My job offers me the chance to give dialysis patients their independence
When Diane Walker asked about a discarded machine in her hospital’s storeroom during her nurse training in the 1980s, she was told it was for kidney dialysis but no one knew how to use it. This prompted her to take the ENB renal nursing course as soon as she qualified.
‘Dialysis nursing has come a long way since then, and is now one of the fastest developing specialties in our profession,’ says Ms Walker, now a home and supported self-care dialysis specialist sister at the St Pancras Kidney and Diabetes Centre.
Diane Walker at the unit in London’s St Pancras Hospital where renal patients can learn to self-dialyse
This new self-care dialysis unit at London’s St Pancras Hospital is one of the first of its kind in the UK. The unit opened in April, with a supported patient self-care training area where up to 72 patients can perform all or part of their kidney dialysis at a time convenient to them.
Ms Walker says it is ideal for patients who don’t have the space at home, or who prefer to have a nurse nearby during dialysis. It can also serve as a supportive transition between hospital and independent home dialysis.
‘Giving renal patients the chance to take control of their dialysis, where and when it suits them, looks set to change the face of renal nursing,’ Ms Walker says. ‘Patients gain confidence and a real sense of achievement as they learn how to operate their dialysis themselves, which gives them a real buzz.’
Ms Walker liaises between hospital and community renal services to provide home dialysis patients with phone support and visits, and is training the unit’s nurses to teach self-dialysis.
Patients have to achieve a set of competency levels before they can self-dialyse. Step one is thorough hand washing, after which they are shown how to weigh themselves, take their blood pressure and record the readings before preparing their access line.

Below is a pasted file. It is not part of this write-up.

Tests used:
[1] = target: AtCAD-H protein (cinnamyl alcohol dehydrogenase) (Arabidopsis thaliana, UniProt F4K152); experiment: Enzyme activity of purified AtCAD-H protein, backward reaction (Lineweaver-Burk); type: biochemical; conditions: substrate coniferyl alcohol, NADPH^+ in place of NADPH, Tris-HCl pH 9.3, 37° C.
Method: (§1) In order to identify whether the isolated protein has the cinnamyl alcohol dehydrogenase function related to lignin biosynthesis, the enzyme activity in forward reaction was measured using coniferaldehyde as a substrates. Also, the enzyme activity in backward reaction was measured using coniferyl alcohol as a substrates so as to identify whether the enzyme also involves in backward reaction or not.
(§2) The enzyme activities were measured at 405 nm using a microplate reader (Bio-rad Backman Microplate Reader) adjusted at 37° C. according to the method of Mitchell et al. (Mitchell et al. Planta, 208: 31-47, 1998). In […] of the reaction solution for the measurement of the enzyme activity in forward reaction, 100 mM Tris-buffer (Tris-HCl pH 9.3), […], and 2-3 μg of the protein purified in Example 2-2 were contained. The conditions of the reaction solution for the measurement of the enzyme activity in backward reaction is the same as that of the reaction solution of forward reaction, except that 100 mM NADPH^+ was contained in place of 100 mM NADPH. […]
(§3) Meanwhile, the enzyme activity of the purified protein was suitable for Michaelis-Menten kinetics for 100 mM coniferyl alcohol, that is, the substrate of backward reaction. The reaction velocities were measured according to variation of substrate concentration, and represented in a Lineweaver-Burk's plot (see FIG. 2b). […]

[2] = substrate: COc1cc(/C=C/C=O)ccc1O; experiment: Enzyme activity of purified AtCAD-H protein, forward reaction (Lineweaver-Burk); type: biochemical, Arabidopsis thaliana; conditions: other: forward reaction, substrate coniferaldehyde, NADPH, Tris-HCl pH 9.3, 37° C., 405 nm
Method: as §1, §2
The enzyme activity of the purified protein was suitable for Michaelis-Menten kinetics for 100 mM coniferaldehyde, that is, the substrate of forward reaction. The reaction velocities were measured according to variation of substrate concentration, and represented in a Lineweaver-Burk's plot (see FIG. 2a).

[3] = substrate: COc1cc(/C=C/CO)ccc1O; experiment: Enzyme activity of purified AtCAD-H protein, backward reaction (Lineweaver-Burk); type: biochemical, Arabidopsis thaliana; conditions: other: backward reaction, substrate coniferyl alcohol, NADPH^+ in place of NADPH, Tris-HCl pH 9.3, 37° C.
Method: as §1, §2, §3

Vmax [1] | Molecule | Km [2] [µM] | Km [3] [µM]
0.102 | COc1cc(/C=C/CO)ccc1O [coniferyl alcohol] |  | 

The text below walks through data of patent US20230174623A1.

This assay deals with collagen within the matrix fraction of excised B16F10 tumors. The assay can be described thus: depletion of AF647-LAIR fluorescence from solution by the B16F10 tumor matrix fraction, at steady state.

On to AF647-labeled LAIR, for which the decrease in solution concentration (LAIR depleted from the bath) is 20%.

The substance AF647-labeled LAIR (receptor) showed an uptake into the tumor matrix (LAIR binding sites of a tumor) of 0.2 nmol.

About 60% of the unit’s renal patients also have diabetes. Uncontrolled diabetes can damage kidneys, so patients are educated about the importance of controlling their blood sugar and blood pressure, and about kidney disease, diet, infection control and medication.
Ms Walker knows that patients learn at different rates. ‘One patient learned everything in a week, while others might take three months to feel confident enough to dialyse themselves. Some prefer just to wash their hands and record their weight. If that is their preference, it is fine by us,’ she says.
‘If patients with advanced skills see others struggling, they may offer to help, which fosters a lovely communal atmosphere. The best part of my role is seeing a patient transformed from someone with their head cast down, believing a renal diagnosis means their life is over, to a smiling, confident person for whom managing their own dialysis is just a sideline to living a long and fulfilled life.’
The new self-care unit, along with three other kidney care centres in north London, is part of the Royal Free London NHS Foundation Trust. Senior dialysis matron Janice Ward strongly refutes the suggestion that such centres are a way of cutting back on nursing staff.
‘It is quicker and easier for a nurse to set up five patients on dialysis than to teach and support one patient to manage themselves,’ she says. ‘We have done this to give those with renal disease the independence and freedom that many of them prefer.’
Ms Ward says renal nursing is an ‘ever-expanding specialty’ which can provide nurses with a range of future career options, including work in high dependency renal units, specialist nurse-led clinics, community dialysis and renal transplant nursing.